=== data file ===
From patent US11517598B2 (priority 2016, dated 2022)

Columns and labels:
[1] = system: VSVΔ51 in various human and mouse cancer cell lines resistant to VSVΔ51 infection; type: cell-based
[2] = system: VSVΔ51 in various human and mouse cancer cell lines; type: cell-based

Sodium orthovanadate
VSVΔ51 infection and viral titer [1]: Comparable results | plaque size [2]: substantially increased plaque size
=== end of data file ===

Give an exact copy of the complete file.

From patent US11517598B2 (priority 2016, dated 2022)

Columns and labels:
[1] = system: VSVΔ51 in various human and mouse cancer cell lines resistant to VSVΔ51 infection; type: cell-based
[2] = system: VSVΔ51 in various human and mouse cancer cell lines; type: cell-based

Sodium orthovanadate
VSVΔ51 infection and viral titer [1]: Comparable results | plaque size [2]: substantially increased plaque size